Brown butter–I’ve seen it all over other food blogs, in pasta sauces, in cupcakes and cookies. Well dang. Musn’t I try it? I must. I did. You must. So I read up on it quite a bit and about the fine line between browned butter and burnt butter. The first time I did it, I burnt the bits. That’s because I didn’t stir the butter, I just swirled it in the pan. I highly recommend using a whisk to stir it continuously. Cut the butter up into 1-2 T cubes so that it melts evenly and quickly. it will then start to boil. Whisk, whisk, whisk so that it browns evenly. After a couple of minutes, you’ll smell a nutty aroma: yay! You’re on your way. Then you’ll notice the butter darkening to an amber color, then you’ll notice browned bits at the bottom. As soon as those browned bits start to increase and get darker, take it off the heat and get it out of the hot pan so it doesn’t burn.
It should be a nice, amber, dark golden color. Hopefully your browned bits aren’t black, and if they aren’t, congratulations honey, you’ve successfully browned your butter and you better make sure you scrape all those little bits of goodness into whatever you’re making! If you burned the bits and they’re black, dump them. Taste your butter, and if it doesn’t taste burnt, you can still use it if you’d really like. Otherwise, I’d suggest throwing it away and starting over. Pour it into a small bowl and chill, then use as normal butter: cream with the sugars first, then add the remaining wet ingredients, and last add in the the dry and chocolate chips (only mixing until just mixed).
You MUST chill the dough! This keeps them puffier, so plan early in the morning to get the dough made (dough for breakfast?!) so you can have cookies later that afternoon.
I think my favorite part of the browned butter cookie experience was the dough. Is that bad of me to say? The cookies are seriously rich and delicious, but the dough. It’s like nothing you’ve ever tasted before in your life.
I should experiment with an eggless browned butter cookie batter dip. Meh, who am I kidding? I still eat the dough. By the mouthful. If you know me, you know I salt my baked goods. Mmmmm…fleur de sel…..
A chocolate chip cookie is only as good as the chocolate chips. BAM. Roasted. So quit buying cheap chocolate chips. I really like Guittard or Ghirarelli dark chocolate chips, and I’m tellin ya. It makes a difference. Aubrey even commented that the chocolate chips tasted like really high quality chips. Yes ma’am, that’s how we roll around here. Dark chocolate chips or bust.
Rich, indulgent dark chocolate chip cookies, salted please. These pack some serious flavor.
- 12 T unsalted butter
- 1 c dark brown sugar (or 1 c minus 2 T--see note*)
- 1/2 c granulated sugar
- 2 eggs plus 1 egg yolk
- 1 t vanilla
- 2 1/2 c flour (scooped)
- 1 t salt
- 2 t baking soda
- 1 package quality dark chocolate chips, a mix of milk and dark is nice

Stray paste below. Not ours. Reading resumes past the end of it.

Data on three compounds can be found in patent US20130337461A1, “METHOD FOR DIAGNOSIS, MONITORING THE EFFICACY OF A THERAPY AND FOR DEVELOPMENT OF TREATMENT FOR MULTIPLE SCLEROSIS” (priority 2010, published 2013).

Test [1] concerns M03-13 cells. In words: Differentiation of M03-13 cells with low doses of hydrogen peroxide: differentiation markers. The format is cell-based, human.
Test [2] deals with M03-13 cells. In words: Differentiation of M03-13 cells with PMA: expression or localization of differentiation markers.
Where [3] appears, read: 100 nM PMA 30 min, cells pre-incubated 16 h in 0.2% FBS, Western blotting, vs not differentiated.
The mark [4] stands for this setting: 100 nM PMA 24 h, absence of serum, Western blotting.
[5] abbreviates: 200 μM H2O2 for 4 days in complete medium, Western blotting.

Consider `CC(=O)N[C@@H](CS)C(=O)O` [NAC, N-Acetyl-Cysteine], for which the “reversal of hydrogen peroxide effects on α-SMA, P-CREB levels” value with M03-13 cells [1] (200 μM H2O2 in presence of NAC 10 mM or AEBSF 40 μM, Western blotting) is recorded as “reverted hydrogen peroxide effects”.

- fleur de sel salt for garnish, optional
- Brown butter by cutting into 3 cubes and placing in heavy-bottomed pot over medium heat. As it melts, begin to whisk frequently. Stir more frequently as is begins to boil. After it boils, it will steam, then remain at a low simmer. Continue to whisk until butter has turned an amber color, brown bits have formed at the bottom of the pan, and you can smell a nutty aroma (about 5-7 minutes). Remove from heat and pour into glass container. Place in refrigerator to chill until hardened, about 2-3 hours.
- Spoon out butter from container into mixing bowl. Begin to mix with mixer, add both sugars. Let cream about 2 minutes. Add egg and vanilla, mix well.
- Mix remaining dry ingredients in separate bowl.
- Slowly add into wet ingredients by hand until just mixed. Do not overmix.
- Cover with plastic wrap and let chill at least 3 hours, overnight is great.
- Preheat oven to 375 degrees. Line baking sheets with parchment paper.
- Scoop balls of dough onto baking sheet and bake 10 minutes until cookies are lightly browned. Keep pan with dough balls on it refrigerated until oven is ready. Remove from oven and let rest on pan until cool.
*I have found with an oven thermometer that every oven I've had does not actually read what you set it to. I've also found that it will be a certain temperature when it says it's first preheated, then by the time you're done baking, it's 50 degrees hotter than it was when you first started. This makes it very difficult to bake delicate things, such as cookies. Get to know your oven, buy a thermometer, and make adjustments accordingly. Good luck! *I've also made these cookies in varying altitudes (I developed the recipe in California, at sea level, then made them in Utah at 4500 feet!) and this does make a difference. For higher altitudes, I found that I needed to add a little more flour. King Arthur's website has so much valuable information, they are definitely baking pros. Check out their high altitude adjustments chart if your cookies (or cakes or rolls or anything) aren't turning out. *I like these cookies two different ways. As originally written (full 1 c of brown sugar) provides you with a really decadent cookie. If you like a little more rise and a little less decadence with a bit more outer crunch--but still rich flavor from the browned butter, use 2 T less brown sugar.